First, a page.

Anhidrosis in Horses

Anhidrosis in Horses

Horse running in pasture

Anhidrosis: Could Your Horse Be Affected by This Potentially Dangerous Condition?

Does your horse barely break a sweat after a long ride? A condition called anhidrosis could be the reason. Anhidrosis occurs when your horse does not produce enough sweat and can affect horses of any age, sex, or breed.

Why Sweating Is So Important

Sweating is nature's way of keeping your horse cool. In fact, horses lose 65 to 70 percent of their body heat through sweating and 15 to 20 percent through breathing, according to The LSU Ag Center. Evaporating sweat reduces body heat and prevents your horse from overheating. If your horse doesn't sweat enough, it may develop heatstroke, a potentially life-threatening condition.

It's not clear why some horses develop anhidrosis and others don't. The condition is more common during heatwaves and periods of high humidity. Although any equine can develop anhidrosis, it occurs more often in horses that live in the Gulf Coast states and or the southeastern U.S., according to The Horse.

Common Symptoms of Anhidrosis

Some horses with anhidrosis stop sweating completely. Others may develop partial anhidrosis and may still sweat under the saddle and mane, behind the hind legs, or along the flank. Your horse's sweating problem could start suddenly or happen gradually.

Signs and symptoms of anhidrosis may include:

  • Fatigue
  • Hot skin
  • Flared nostrils
  • Decreased intake of water
  • Disinterest in food
  • Flaky, dry skin
  • Hair loss
  • Rapid, shallow breathing
  • Increased heart rate
  • Collapse

Horses with anhidrosis don't cool down quickly after exercise. Temperatures in the 99 to 101.5 Fahrenheit range are normal for horses, according to the American Association for Equine Practitioners. When a horse does not sweat enough, its internal temperature can soar to 104 F or higher, increasing the risk of heatstroke and death. Horses that have severe cases of anhidrosis may not even be able to stand outside on hot, humid days. Even if they don't exercise, their temperatures may increase. Rapid breathing, even if your horse is in the shade, could be a sign of anhidrosis.

Diagnosing Anhidrosis

Your equine veterinarian can determine if your horse has anhidrosis based on an examination and the symptoms you report. Your vet may recommend a simple test to confirm the diagnosis. During this test, the veterinarian injects terbutaline into the skin. Terbulatine, a medication used to open the airways in the lungs, can also trigger sweating. Your horse's sweat will be collected by absorbent pads applied to the skin. At the conclusion of the test, the pads will be weighed to determine if your horse perspires less than normal.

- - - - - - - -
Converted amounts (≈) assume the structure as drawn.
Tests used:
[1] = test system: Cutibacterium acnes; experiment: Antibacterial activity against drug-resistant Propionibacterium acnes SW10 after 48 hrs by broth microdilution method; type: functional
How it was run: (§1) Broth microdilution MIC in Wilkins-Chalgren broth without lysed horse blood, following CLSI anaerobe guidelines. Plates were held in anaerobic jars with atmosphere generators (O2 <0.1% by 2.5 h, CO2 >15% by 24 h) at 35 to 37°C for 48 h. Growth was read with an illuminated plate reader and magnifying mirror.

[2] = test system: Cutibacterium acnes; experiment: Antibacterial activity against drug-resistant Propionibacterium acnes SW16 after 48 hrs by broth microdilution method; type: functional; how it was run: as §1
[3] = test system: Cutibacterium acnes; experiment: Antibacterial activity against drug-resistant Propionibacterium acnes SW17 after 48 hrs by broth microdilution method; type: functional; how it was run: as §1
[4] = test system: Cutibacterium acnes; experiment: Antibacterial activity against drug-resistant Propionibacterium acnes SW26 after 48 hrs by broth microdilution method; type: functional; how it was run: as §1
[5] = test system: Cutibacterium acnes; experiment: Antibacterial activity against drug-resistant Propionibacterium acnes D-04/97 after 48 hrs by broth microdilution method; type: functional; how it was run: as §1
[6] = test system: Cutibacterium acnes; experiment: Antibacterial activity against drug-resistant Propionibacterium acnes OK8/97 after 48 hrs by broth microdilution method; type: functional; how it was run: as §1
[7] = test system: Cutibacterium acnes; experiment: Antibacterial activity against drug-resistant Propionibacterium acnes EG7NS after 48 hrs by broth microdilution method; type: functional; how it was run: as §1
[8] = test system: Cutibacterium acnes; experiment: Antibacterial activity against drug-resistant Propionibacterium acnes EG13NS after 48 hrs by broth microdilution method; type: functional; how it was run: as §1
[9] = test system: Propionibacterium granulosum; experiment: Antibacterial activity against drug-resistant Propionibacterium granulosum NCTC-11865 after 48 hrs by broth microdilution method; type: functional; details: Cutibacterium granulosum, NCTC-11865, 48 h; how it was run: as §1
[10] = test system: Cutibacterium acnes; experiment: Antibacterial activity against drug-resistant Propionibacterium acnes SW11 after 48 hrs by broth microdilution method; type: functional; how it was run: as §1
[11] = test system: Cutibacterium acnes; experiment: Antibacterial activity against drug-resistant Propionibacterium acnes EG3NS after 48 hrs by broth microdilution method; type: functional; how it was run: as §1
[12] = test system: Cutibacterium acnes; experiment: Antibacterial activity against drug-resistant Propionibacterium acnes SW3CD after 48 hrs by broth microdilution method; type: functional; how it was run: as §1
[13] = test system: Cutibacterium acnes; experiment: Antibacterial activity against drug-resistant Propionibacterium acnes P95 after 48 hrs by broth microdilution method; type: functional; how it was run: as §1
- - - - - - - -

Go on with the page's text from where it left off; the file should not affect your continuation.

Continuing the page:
There's currently no medication that's effective in treating anhidrosis, but you can take a few steps to protect your horse's health, including:

  • Providing plenty of shade and cool water
  • Using misters and fans to cool down your horse
  • Keeping your horse inside on hot days (as long as your stable contains fans and adequate ventilation)
  • Limiting turnouts to the cooler evening or early morning hours
  • Offering electrolyte and salt supplements, especially when hot, humid weather is expected

If these strategies aren't helpful, moving your horse to a cooler, less humid climate may be the only option. Some horses regain the ability to sweat normally when they no longer have to endure hot, humid temperatures, according to Practical Horseman.

Horses with anhidrosis need to be monitored closely by an equine veterinarian. If you think your horse may have the condition, get in touch with our office as soon as possible.


American Association of Equine Practitioners: Signs of a Healthy Horse

The Horse: Understanding Anhidrosis, 9/4/15

American Association of Equine Practitioners: Understanding Anhidrosis

Practical Horseman: Managing Anhidrosis in Horses,10/4/17

LSU Ag Center: Anhidrosis in Horses


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